Anindya wrote:

> I was wondering if we needed both rules – "f preserves ⊗" and "f preserves I" – in the definition of a monoid homomorphism.

That's a good question; for group homomorphisms we don't need the second condition. But for monoid homomorphisms we do. Jonathan and you have given some nice examples from logic; here's a typical example from analysis:

Let \$$X\$$ be the set of functions \$$f : [0,1] \to \mathbb{R}\$$. Make this into a monoid with pointwise multiplication of functions as its multiplication and the constant function \$$1\$$ as the unit. Let

$F : X \to X$

be the map that multiplies any function \$$f\$$ by the characteristic function of the interval \$$[0,1/2] \$$. Then

$F(fg) = F(f) F(g)$

for all \$$f,g \in X\$$ but

$F(1) \ne 1 .$

We can generalize this as follows. Suppose \$$X\$$ is any monoid and \$$p \in M\$$ is a **central idempotent**: an element that commutes with everything in \$$X\$$ and has \$$p^2 = p \$$. (In the previous example, \$$p\$$ is the characteristic function of the interval \$$[0,1/2] \$$.) Let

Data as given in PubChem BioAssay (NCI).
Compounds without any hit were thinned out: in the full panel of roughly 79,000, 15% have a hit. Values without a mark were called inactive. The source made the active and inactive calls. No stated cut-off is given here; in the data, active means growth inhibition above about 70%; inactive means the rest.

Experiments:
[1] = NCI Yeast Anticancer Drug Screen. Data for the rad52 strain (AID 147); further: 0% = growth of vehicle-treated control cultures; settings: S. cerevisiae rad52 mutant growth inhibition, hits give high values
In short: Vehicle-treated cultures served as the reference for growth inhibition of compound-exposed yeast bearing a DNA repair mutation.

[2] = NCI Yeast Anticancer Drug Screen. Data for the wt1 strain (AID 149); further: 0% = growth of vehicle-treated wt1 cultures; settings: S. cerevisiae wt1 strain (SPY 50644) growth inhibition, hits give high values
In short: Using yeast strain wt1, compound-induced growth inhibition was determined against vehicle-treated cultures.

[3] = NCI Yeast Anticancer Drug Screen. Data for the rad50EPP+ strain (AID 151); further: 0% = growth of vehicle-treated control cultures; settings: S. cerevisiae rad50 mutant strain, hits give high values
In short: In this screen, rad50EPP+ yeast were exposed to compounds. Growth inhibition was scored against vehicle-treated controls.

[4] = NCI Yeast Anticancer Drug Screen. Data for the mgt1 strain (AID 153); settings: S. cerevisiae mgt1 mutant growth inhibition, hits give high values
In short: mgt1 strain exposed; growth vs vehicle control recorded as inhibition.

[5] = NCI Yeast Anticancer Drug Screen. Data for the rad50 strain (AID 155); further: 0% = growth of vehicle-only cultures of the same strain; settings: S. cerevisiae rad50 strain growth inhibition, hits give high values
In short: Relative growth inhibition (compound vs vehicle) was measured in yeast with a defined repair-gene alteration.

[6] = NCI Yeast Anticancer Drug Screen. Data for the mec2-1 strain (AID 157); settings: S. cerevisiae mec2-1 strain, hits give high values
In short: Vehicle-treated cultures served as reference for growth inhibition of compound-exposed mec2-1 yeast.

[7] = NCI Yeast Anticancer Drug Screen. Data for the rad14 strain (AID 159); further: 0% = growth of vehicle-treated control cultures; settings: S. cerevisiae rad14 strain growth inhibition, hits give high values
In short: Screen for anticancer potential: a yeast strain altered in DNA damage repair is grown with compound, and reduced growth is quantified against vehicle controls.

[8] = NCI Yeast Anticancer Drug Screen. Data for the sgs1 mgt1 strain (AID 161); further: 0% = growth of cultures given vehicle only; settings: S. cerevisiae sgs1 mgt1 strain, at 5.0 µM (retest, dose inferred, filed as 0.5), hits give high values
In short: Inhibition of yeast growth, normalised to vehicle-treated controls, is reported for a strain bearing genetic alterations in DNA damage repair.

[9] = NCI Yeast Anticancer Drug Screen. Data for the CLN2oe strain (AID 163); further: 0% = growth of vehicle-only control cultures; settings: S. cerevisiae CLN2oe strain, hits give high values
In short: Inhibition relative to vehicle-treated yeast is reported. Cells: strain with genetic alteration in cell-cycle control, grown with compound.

$F : X \to X$

be the map that multiplies any element of \$$X\$$ by \$$p\$$. Then

$F(fg) = p f g = p^2 f g = p f p g = F(f) F(g)$

but

$F(1) = p \ne 1$

unless \$$p\$$ = 1.

**Puzzle.** Suppose \$$X\$$ is any monoid and \$$F : X \to X\$$ is any map with \$$F(fg) = F(f) F(g) \$$ for all \$$f,g \in X\$$. Is \$$F(1)\$$ a central idempotent?